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we have a peacock that is making a lot of noise at various

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we have a peacock that is making a lot of noise at various times of day and night.what are our rights as pet owners. we have a little farm. cickens,ducks turkey and guinea hens and 1 peacock
2 peons.

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Is anyone complaining that your animals are a nuisance?
Customer: replied 4 years ago.
Justone neighbor
Are there any local municipal zoning restrictions about animal or farm animal noise?

Who came first - you or the neighbor?

Are small "farms" allowed in your area?
Customer: replied 4 years ago.
Farm first but peacock last 4 years farm for 30 yrs

A nuisance action - is a legal action to redress harm arising from the use of one's property.


A property owner is entitled to quiet enjoyment of their property.


A private nuisance is a civil wrong; it is the unreasonable, unwarranted, or unlawful use of one's property in a manner that substantially interferes with the enjoyment or use of another individual's property, without an actual "trespass" or physical invasion to the land.


Examples of private nuisances:


1) Nuisances that interfere with the physical condition of the land include vibration or blasting that damages a house; destruction of crops; raising of a water table; or the pollution of soil, a stream, or an underground water supply.


2) Nuisances interfering with the comfort, convenience, or health of an occupant are foul odors, noxious gases, smoke, dust, loud noises, excessive light, or high temperatures. Moreover, a nuisance may also disturb an occupant's mental tranquility, such as a neighbor who keeps a vicious dog, even though an injury is only threatened and has not actually occurred.



To determine accountability for an alleged nuisance, a court will examine three factors:


1)the defendant's fault,

2)whether there has been a substantial interference with the plaintiff's interest, and

3) the reasonableness of the defendant's conduct.

Fault Fault means that the defendant intentionally, negligently, or recklessly interfered with the plaintiff's use and enjoyment of the land or that the defendant continued her conduct after learning of actual harm or substantial risk of future harm to the plaintiff's interest. For example, a defendant who continues to spray chemicals into the air after learning that they are blowing onto the plaintiff's land is deemed to be intending that result. Where it is alleged that a defendant has violated a statute, proving the elements of the statute will establish fault.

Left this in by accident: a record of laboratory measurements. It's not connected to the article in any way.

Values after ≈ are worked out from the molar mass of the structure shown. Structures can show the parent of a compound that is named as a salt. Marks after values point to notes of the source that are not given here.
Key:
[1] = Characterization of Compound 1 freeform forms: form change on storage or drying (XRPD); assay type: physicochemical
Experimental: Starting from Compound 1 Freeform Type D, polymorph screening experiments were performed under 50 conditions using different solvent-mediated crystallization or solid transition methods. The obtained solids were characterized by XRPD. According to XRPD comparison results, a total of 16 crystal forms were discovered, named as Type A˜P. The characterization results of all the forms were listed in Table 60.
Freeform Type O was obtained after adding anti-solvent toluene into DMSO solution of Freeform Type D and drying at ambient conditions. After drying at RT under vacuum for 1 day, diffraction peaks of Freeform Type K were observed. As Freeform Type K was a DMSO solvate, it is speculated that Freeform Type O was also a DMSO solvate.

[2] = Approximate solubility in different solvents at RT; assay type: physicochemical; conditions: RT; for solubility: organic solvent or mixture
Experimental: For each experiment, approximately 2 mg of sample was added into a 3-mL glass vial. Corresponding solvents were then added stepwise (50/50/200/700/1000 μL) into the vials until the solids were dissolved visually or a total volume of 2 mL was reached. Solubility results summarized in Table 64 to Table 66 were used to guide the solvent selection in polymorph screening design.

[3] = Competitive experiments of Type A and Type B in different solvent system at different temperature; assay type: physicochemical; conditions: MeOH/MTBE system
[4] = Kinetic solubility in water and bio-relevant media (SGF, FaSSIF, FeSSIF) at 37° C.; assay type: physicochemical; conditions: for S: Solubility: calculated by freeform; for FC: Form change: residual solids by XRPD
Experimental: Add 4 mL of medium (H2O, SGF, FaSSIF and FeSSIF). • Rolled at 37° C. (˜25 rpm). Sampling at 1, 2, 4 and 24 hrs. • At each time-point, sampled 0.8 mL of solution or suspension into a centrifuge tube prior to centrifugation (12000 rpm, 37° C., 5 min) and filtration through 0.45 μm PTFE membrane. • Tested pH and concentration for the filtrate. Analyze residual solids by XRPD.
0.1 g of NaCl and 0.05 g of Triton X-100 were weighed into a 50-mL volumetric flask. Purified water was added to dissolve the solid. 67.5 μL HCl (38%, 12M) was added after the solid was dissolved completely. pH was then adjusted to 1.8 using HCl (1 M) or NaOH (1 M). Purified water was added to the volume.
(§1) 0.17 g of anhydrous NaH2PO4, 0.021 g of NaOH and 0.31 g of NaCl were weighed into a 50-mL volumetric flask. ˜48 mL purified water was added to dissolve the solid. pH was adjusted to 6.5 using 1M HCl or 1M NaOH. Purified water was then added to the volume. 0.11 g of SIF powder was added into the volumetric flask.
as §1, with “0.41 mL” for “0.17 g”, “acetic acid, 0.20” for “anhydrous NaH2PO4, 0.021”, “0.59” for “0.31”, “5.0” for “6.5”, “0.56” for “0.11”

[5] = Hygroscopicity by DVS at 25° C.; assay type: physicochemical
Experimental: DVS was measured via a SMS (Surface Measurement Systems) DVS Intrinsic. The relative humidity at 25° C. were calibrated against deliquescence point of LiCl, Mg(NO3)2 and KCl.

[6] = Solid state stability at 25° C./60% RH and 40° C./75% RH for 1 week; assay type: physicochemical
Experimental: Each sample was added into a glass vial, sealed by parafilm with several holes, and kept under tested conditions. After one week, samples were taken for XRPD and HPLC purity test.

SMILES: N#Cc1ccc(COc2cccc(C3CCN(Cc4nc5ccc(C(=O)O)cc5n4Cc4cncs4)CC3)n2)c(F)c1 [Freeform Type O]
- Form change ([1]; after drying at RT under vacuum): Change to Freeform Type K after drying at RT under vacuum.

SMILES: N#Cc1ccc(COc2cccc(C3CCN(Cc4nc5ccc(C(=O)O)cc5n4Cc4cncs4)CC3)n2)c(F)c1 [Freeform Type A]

Substantial Interference The law is not intended to remedy trifles or redress petty annoyances. To establish liability under a nuisance theory, interference with the plaintiff's interest must be substantial. Determining substantial interference in cases where the physical condition of the property is affected will often be fairly straightforward. More challenging are those cases predicated on personal inconvenience, discomfort, or annoyance. To determine whether an interference is substantial, courts apply the standard of an ordinary member of the community with normal sensitivity and temperament. A plaintiff cannot, by putting his or her land to an unusually sensitive use, make a nuisance out of the defendant's conduct that would otherwise be relatively harmless.


Reasonableness of Defendant's Conduct If the interference with the plaintiff's interest is substantial, a determination must then be made that it is unreasonable for the plaintiff to bear it or to bear it without compensation. This is a "balancing" process weighing the respective interests of both parties. The law recognizes that the activities of others must be accommodated to a certain extent, particularly in matters of industry, commerce, or trade. The nature and gravity of the harm is balanced against the burden of preventing the harm and the usefulness of the conduct.

The following are factors to be considered:

  • Extent and duration of the disturbance;
  • Nature of the harm;
  • Social value of the plaintiff's use of his or her property or other interest;
  • Burden to the plaintiff in preventing the harm;
  • Value of the defendant's conduct, in general and to the particular community;
  • Motivation of the defendant;
  • Feasibility of the defendant's mitigating or preventing the harm;
  • Locality and suitability of the uses of the land by both parties.

A defendant may argue that legislation (such as local zoning laws or licenses) authorizes a particular activity (ie. having a farm).


A defendant may also argue that a plaintiff "came to a nuisance" by moving onto land next to an already operating source of interference (that you were already operating a farm).


While a new owner is entitled to the reasonable use and enjoyment of his or her land the same as anyone else, but they have little argument if they "came to the nuisance" and the nuisance is allowed by the local zoning.


So, given the facts and circumstances of your situation - I don't think that the neighbor has a valid argument because you were using the property as a farm for 30 years, you were there first, they moved to the nuisance, and you are operating your farm legally pursuant to the zoning laws.



I would inform you neighbor of all of the aforementioned and just say "sorry, but I'm going to continue operating my farm".




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